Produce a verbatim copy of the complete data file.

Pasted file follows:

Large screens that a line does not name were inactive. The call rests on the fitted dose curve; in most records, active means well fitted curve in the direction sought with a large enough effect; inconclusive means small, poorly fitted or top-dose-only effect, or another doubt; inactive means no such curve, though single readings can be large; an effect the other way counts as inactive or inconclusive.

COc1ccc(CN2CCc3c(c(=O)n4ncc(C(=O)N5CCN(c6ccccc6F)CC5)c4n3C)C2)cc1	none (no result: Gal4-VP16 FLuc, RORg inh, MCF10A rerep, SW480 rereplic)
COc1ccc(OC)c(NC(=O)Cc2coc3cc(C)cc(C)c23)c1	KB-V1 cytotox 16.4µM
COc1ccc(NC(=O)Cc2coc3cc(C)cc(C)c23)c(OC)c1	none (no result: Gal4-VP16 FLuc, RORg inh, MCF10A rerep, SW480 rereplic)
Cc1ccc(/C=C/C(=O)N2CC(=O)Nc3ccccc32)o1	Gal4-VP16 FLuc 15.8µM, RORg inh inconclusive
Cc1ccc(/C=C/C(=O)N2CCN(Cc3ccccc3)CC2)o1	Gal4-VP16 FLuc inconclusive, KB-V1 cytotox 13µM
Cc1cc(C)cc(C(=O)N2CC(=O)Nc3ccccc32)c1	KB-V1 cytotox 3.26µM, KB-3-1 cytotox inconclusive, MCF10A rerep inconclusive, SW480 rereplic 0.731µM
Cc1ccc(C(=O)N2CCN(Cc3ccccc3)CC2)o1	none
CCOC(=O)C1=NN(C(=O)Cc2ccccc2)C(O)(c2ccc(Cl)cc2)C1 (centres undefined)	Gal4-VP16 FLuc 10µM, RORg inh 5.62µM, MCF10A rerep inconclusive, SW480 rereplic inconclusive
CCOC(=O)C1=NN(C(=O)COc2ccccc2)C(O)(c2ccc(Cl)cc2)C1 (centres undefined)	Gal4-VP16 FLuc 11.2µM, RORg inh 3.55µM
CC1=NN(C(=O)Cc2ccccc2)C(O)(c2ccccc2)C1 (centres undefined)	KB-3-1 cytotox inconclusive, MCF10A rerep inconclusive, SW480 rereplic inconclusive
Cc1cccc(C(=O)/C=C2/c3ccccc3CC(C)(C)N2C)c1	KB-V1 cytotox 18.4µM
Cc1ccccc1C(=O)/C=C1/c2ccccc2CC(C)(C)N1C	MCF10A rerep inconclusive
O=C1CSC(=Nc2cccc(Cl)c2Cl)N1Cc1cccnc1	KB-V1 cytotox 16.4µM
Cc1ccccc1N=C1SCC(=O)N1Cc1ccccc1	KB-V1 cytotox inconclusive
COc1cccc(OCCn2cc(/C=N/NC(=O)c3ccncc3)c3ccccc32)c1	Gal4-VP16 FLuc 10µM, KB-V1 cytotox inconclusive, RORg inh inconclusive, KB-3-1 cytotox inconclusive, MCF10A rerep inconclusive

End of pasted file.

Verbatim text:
Large screens that a line does not name were inactive. The call rests on the fitted dose curve; in most records, active means well fitted curve in the direction sought with a large enough effect; inconclusive means small, poorly fitted or top-dose-only effect, or another doubt; inactive means no such curve, though single readings can be large; an effect the other way counts as inactive or inconclusive.

COc1ccc(CN2CCc3c(c(=O)n4ncc(C(=O)N5CCN(c6ccccc6F)CC5)c4n3C)C2)cc1	none (no result: Gal4-VP16 FLuc, RORg inh, MCF10A rerep, SW480 rereplic)
COc1ccc(OC)c(NC(=O)Cc2coc3cc(C)cc(C)c23)c1	KB-V1 cytotox 16.4µM
COc1ccc(NC(=O)Cc2coc3cc(C)cc(C)c23)c(OC)c1	none (no result: Gal4-VP16 FLuc, RORg inh, MCF10A rerep, SW480 rereplic)
Cc1ccc(/C=C/C(=O)N2CC(=O)Nc3ccccc32)o1	Gal4-VP16 FLuc 15.8µM, RORg inh inconclusive
Cc1ccc(/C=C/C(=O)N2CCN(Cc3ccccc3)CC2)o1	Gal4-VP16 FLuc inconclusive, KB-V1 cytotox 13µM
Cc1cc(C)cc(C(=O)N2CC(=O)Nc3ccccc32)c1	KB-V1 cytotox 3.26µM, KB-3-1 cytotox inconclusive, MCF10A rerep inconclusive, SW480 rereplic 0.731µM
Cc1ccc(C(=O)N2CCN(Cc3ccccc3)CC2)o1	none
CCOC(=O)C1=NN(C(=O)Cc2ccccc2)C(O)(c2ccc(Cl)cc2)C1 (centres undefined)	Gal4-VP16 FLuc 10µM, RORg inh 5.62µM, MCF10A rerep inconclusive, SW480 rereplic inconclusive
CCOC(=O)C1=NN(C(=O)COc2ccccc2)C(O)(c2ccc(Cl)cc2)C1 (centres undefined)	Gal4-VP16 FLuc 11.2µM, RORg inh 3.55µM
CC1=NN(C(=O)Cc2ccccc2)C(O)(c2ccccc2)C1 (centres undefined)	KB-3-1 cytotox inconclusive, MCF10A rerep inconclusive, SW480 rereplic inconclusive
Cc1cccc(C(=O)/C=C2/c3ccccc3CC(C)(C)N2C)c1	KB-V1 cytotox 18.4µM
Cc1ccccc1C(=O)/C=C1/c2ccccc2CC(C)(C)N1C	MCF10A rerep inconclusive
O=C1CSC(=Nc2cccc(Cl)c2Cl)N1Cc1cccnc1	KB-V1 cytotox 16.4µM
Cc1ccccc1N=C1SCC(=O)N1Cc1ccccc1	KB-V1 cytotox inconclusive
COc1cccc(OCCn2cc(/C=N/NC(=O)c3ccncc3)c3ccccc32)c1	Gal4-VP16 FLuc 10µM, KB-V1 cytotox inconclusive, RORg inh inconclusive, KB-3-1 cytotox inconclusive, MCF10A rerep inconclusive